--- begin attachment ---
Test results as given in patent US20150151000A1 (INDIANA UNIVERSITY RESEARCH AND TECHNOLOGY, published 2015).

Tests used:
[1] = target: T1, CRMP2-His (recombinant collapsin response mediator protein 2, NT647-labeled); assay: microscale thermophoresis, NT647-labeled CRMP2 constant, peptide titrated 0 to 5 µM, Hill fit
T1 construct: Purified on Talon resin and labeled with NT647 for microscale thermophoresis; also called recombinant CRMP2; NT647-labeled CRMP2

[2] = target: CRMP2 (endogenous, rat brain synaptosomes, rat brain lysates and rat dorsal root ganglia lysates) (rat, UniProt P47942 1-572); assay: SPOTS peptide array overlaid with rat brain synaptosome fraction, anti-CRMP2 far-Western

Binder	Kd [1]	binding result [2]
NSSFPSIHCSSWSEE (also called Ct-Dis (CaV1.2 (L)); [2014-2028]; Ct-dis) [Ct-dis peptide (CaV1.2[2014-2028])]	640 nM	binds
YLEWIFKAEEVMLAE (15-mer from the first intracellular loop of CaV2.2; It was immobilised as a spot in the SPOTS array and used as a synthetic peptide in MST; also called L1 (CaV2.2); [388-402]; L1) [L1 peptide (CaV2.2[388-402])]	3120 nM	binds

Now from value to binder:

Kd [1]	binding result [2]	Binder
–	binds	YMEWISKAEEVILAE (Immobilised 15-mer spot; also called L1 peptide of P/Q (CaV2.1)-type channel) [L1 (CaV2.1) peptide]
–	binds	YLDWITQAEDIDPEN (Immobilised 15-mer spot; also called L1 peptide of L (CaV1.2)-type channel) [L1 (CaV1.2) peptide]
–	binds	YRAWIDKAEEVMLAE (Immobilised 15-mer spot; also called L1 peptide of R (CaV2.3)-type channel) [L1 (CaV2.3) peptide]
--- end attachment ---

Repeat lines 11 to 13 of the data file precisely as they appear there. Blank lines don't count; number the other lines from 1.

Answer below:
–	binds	YMEWISKAEEVILAE (Immobilised 15-mer spot; also called L1 peptide of P/Q (CaV2.1)-type channel) [L1 (CaV2.1) peptide]
–	binds	YLDWITQAEDIDPEN (Immobilised 15-mer spot; also called L1 peptide of L (CaV1.2)-type channel) [L1 (CaV1.2) peptide]
–	binds	YRAWIDKAEEVMLAE (Immobilised 15-mer spot; also called L1 peptide of R (CaV2.3)-type channel) [L1 (CaV2.3) peptide]